What were the additional medical setbacks the American public suffered during the Covid-19 Pandemic…..
To Deliver Preventive Care Enhancing Population Health After Covid-19
On the Houston Healthcare Initiative podcast, Dr. Steven Goldstein said that it was possible to reverse the preventative care reversals suffered during the Covid-19 pandemic. Everyone can stay healthier, and possibly live longer by re-committing to prevention as part of our collective health regimen.
Pandemic Pull Back
How much did Americans miss when it came to preventative or elective care during the pandemic? Quite a bit according to Dr. Goldstein. “The drop off was precipitous and happened in a very short period during the spring of 2020,” he told his listeners. “Vaccinations dropped by 60% in April 2020. In the same period practically, no one got a colonoscopy with an 88% decline for those.”
What Will Happen Now?
Dr. Goldstein said to expect preventive care use to return to its pre-pandemic rates. “But the gaps created over the last year have critical implications for patients’ long-term health and could potentially lead to poorer outcomes over time,” he stated.
The Full Impact of Covid-19
The full effect of the pandemic on the American public is not known yet. But hospitals and health systems are aware of trends caused by delayed health screenings and the worsening of some chronic conditions.
The COVID-19 pandemic led to a decrease in preventive screenings because some patients were hesitant to see their health care provider. That was understandable. “But with more and more places opening, it’s important to get back to the preventative tests, screening and medication that helped you and everyone stay healthy and manage those chronic conditions,” Dr. Goldstein concluded. “Preventive care helps everyone stay healthy.”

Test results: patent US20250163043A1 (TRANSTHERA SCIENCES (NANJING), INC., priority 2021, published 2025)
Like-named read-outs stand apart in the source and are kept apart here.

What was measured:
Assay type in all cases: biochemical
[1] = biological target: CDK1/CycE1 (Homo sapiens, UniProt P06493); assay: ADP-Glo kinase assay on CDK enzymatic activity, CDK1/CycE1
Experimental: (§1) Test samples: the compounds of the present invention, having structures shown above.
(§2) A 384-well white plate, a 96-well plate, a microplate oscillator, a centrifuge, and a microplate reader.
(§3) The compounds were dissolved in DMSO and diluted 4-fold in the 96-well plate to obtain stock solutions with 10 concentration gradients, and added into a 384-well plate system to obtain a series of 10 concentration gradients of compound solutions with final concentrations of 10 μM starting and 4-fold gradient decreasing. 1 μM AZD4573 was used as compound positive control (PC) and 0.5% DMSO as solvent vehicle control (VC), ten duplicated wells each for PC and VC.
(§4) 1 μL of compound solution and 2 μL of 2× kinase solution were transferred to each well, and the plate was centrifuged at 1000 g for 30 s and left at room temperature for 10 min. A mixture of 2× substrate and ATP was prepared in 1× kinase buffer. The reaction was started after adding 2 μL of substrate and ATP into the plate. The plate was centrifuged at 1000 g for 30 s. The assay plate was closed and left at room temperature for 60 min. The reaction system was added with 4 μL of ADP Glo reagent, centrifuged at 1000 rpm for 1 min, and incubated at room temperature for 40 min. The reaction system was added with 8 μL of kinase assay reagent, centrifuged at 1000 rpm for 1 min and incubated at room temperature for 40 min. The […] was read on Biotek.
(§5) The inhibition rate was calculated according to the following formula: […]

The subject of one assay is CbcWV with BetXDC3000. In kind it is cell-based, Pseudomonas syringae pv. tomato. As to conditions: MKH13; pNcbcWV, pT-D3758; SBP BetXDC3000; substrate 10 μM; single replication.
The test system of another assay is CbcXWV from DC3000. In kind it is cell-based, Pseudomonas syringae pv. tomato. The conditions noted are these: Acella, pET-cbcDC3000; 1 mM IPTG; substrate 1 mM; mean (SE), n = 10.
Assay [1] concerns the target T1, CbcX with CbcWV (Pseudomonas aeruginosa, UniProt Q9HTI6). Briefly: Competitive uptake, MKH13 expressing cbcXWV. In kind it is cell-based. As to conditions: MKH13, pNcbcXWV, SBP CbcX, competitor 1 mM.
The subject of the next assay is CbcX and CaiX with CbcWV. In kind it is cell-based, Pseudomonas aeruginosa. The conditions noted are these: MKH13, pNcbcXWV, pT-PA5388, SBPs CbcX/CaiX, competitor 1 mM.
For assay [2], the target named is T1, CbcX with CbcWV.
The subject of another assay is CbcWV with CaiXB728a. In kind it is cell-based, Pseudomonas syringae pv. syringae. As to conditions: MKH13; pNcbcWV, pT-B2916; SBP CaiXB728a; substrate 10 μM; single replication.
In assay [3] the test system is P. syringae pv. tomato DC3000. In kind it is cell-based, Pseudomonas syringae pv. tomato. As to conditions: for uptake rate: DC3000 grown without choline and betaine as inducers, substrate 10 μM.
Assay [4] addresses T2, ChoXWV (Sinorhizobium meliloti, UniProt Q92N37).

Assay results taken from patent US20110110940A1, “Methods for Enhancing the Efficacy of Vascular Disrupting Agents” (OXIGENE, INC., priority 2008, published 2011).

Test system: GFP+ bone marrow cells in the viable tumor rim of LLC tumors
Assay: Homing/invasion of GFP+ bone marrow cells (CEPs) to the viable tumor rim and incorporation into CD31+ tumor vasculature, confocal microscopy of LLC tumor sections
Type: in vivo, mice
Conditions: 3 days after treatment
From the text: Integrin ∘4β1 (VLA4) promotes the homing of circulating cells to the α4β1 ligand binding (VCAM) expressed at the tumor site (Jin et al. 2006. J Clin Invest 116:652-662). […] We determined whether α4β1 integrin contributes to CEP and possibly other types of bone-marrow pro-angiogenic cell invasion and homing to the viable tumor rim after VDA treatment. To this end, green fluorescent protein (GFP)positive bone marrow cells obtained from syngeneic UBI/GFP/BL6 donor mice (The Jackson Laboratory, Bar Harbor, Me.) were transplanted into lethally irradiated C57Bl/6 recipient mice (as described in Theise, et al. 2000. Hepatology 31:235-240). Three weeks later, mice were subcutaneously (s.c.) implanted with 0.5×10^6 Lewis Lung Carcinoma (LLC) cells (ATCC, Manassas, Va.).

The Norm of Preventative Care
Preventative care is and has always been considered best practice for all physicians and their patients. Finding something and treating it early generally means a better outcome for patients including less expensive treatments. Screenings are important to avoid future health problems or catch them early when they are easier to treat.
Preventive care measures things like cholesterol, body mass, along with breast cancer screenings, prostate cancer screening and some general health counseling. Screening and test diagnosis helps doctors find abnormalities sooner than later. Cancer is the example most know about. But the same caution with respect to blood pressure, arterial blockages in the heart and other organs are just as important.
“An ounce of prevention is worth a pound of cure.” This saying is reflected in proposed health reform plans and the efforts to increase investments in prevention throughout the U.S. healthcare delivery system. With evidence that nearly 40 percent of all deaths in the United States are due to behavioral causes, attention to prevention has encompassed obesity and tobacco smoking prevention in addition to vaccinations and cancer screening.
Chronic diseases are the leading cause of death and disability worldwide and are linked to increasing health costs. Preventative care is advocated as part of a population health approach and includes both clinical preventative services and screening tests.
Identifying and preventing potential problems downstream is one strategy for controlling utilization and improving health outcomes.Most health plans must cover a set of preventive services — like shots and screening tests — at no cost to you. This includes plans available through the Health Insurance Marketplace®.
About the Houston Healthcare Initiative
The Houston Healthcare Initiative podcast with Dr. Steven Goldstein is an information vehicle for people who want to know all medical options for themselves and are interested in reforming the healthcare industry. To learn more about the Houston Healthcare Initiative please visit www.houstonhealthcareinitiative.org.